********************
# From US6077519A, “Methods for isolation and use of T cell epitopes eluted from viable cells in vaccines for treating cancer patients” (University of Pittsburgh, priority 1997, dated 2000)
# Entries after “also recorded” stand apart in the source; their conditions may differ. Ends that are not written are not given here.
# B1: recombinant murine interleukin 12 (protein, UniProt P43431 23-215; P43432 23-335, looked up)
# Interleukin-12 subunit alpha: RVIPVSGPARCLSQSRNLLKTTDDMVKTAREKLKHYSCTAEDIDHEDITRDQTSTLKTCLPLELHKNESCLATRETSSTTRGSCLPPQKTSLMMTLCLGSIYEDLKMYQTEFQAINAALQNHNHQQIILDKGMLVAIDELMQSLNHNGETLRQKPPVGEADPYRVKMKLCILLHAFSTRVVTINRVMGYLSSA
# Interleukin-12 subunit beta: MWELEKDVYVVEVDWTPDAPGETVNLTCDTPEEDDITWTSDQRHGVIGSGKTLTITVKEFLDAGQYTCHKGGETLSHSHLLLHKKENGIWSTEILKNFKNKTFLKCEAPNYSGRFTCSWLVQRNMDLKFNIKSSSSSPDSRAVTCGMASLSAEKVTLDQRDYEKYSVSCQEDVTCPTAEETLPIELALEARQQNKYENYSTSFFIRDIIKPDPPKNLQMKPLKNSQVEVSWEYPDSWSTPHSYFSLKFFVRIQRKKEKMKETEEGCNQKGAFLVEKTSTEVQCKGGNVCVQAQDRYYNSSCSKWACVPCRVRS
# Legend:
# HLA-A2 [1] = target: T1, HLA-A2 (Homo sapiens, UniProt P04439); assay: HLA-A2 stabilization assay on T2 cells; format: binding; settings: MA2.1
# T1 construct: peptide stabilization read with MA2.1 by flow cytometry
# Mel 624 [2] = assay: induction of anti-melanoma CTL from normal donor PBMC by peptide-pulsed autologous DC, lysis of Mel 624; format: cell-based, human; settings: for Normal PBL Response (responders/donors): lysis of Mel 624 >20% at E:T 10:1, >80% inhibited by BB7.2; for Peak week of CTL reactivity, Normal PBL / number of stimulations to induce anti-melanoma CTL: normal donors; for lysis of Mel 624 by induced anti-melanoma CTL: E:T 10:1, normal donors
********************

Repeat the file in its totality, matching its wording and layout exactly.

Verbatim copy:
# From US6077519A, “Methods for isolation and use of T cell epitopes eluted from viable cells in vaccines for treating cancer patients” (University of Pittsburgh, priority 1997, dated 2000)
# Entries after “also recorded” stand apart in the source; their conditions may differ. Ends that are not written are not given here.
# B1: recombinant murine interleukin 12 (protein, UniProt P43431 23-215; P43432 23-335, looked up)
# Interleukin-12 subunit alpha: RVIPVSGPARCLSQSRNLLKTTDDMVKTAREKLKHYSCTAEDIDHEDITRDQTSTLKTCLPLELHKNESCLATRETSSTTRGSCLPPQKTSLMMTLCLGSIYEDLKMYQTEFQAINAALQNHNHQQIILDKGMLVAIDELMQSLNHNGETLRQKPPVGEADPYRVKMKLCILLHAFSTRVVTINRVMGYLSSA
# Interleukin-12 subunit beta: MWELEKDVYVVEVDWTPDAPGETVNLTCDTPEEDDITWTSDQRHGVIGSGKTLTITVKEFLDAGQYTCHKGGETLSHSHLLLHKKENGIWSTEILKNFKNKTFLKCEAPNYSGRFTCSWLVQRNMDLKFNIKSSSSSPDSRAVTCGMASLSAEKVTLDQRDYEKYSVSCQEDVTCPTAEETLPIELALEARQQNKYENYSTSFFIRDIIKPDPPKNLQMKPLKNSQVEVSWEYPDSWSTPHSYFSLKFFVRIQRKKEKMKETEEGCNQKGAFLVEKTSTEVQCKGGNVCVQAQDRYYNSSCSKWACVPCRVRS
# Legend:
# HLA-A2 [1] = target: T1, HLA-A2 (Homo sapiens, UniProt P04439); assay: HLA-A2 stabilization assay on T2 cells; format: binding; settings: MA2.1
# T1 construct: peptide stabilization read with MA2.1 by flow cytometry
# Mel 624 [2] = assay: induction of anti-melanoma CTL from normal donor PBMC by peptide-pulsed autologous DC, lysis of Mel 624; format: cell-based, human; settings: for Normal PBL Response (responders/donors): lysis of Mel 624 >20% at E:T 10:1, >80% inhibited by BB7.2; for Peak week of CTL reactivity, Normal PBL / number of stimulations to induce anti-melanoma CTL: normal donors; for lysis of Mel 624 by induced anti-melanoma CTL: E:T 10:1, normal donors